Iatrogenesis: When Getting Sick Comes from your Cholesterol Medications, By Dr. Millie Lytle, ND, MPH, CNS
Iatrogenesis: When Getting Sick Comes from your Cholesterol Medications
By Dr. Millie Lytle, ND, MPH, CNS
Prescription medications are studied for their efficacy, timing, dosage and harms. It could be said that approved prescription medications have “direct effects” – they also have side-effects, or undesired effects. Some of these undesired effects are due to nutrient depletions. Nutrient depletions may often cause disease. For example, think of scurvy as vitamin C deficiency, beri beri as vitamin B1 or thiamine deficiency, and anemia as iron and/or B12 deficiency. In our developed nation where most people have access to doctors, abundant food supply, and a public health system that fortifies food with under-consumed nutrients we are not accustomed to worrying about nutrient deficiencies. However, the world is changing. Billions of people around the world are affected by micronutrient deficiencies that may cause birth defects, learning disabilities, mental retardation, reduced immunity, blindness, poor work capacity, or premature death1. This is more common in developing nations.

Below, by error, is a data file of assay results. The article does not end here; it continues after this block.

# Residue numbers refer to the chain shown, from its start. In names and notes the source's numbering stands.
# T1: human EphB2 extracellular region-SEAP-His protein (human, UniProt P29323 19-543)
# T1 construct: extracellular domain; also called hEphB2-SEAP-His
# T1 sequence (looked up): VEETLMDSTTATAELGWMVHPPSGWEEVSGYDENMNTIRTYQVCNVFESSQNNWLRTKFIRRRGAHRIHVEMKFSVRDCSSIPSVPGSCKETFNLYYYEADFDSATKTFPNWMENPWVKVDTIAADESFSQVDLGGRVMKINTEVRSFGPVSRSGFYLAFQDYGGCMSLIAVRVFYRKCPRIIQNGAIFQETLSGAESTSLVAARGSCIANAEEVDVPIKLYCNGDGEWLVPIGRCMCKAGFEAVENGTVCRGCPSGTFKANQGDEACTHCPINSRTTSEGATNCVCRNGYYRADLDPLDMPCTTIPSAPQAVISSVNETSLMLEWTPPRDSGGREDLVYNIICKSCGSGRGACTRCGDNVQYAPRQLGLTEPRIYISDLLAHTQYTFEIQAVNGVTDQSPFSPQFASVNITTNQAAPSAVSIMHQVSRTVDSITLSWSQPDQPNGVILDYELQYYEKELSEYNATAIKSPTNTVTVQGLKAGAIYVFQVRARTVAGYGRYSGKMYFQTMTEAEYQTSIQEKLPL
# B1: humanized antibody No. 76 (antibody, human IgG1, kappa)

The Center for Disease Control, however, also states that “dietary deficiencies …have been associated with risks of adverse health effects including cardiovascular disease, stroke, impaired cognitive function, cancer, eye diseases, poor bone health, and other conditions”1 common in the developed world. Dietary supplements may be the result of a low nutrient diet, environmental exposures, other nutrient toxicities due to supplementations, illness, recreational drug and alcohol use, as well as a result of prescription and over-the-counter medications.